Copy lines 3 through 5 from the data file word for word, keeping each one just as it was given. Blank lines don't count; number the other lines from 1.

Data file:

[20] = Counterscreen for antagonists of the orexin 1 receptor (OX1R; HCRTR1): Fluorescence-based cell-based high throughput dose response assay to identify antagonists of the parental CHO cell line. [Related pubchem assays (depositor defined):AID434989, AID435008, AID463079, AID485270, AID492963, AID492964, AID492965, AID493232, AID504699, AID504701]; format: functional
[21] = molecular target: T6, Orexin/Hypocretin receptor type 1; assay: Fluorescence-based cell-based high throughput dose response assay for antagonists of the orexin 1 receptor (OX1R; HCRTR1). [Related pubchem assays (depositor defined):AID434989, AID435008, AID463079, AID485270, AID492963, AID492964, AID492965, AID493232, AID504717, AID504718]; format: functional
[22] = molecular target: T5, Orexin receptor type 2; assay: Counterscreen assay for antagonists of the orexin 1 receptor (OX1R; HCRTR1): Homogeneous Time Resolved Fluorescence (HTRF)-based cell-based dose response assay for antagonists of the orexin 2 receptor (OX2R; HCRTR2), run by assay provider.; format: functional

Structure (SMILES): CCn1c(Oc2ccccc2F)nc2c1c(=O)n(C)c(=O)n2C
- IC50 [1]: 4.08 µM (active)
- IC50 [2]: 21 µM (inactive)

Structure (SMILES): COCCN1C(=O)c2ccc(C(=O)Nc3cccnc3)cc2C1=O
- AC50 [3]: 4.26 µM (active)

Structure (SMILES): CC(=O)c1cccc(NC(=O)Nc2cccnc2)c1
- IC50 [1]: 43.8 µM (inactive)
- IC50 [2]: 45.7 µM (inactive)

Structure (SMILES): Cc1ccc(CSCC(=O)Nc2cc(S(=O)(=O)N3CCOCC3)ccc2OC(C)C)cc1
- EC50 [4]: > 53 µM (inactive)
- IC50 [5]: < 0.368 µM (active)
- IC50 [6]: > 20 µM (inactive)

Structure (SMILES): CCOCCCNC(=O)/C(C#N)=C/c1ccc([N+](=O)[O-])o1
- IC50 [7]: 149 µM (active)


[22] = molecular target: T5, Orexin receptor type 2; assay: Counterscreen assay for antagonists of the orexin 1 receptor (OX1R; HCRTR1): Homogeneous Time Resolved Fluorescence (HTRF)-based cell-based dose response assay for antagonists of the orexin 2 receptor (OX2R; HCRTR2), run by assay provider.; format: functional

Structure (SMILES): CCn1c(Oc2ccccc2F)nc2c1c(=O)n(C)c(=O)n2C
- IC50 [1]: 4.08 µM (active)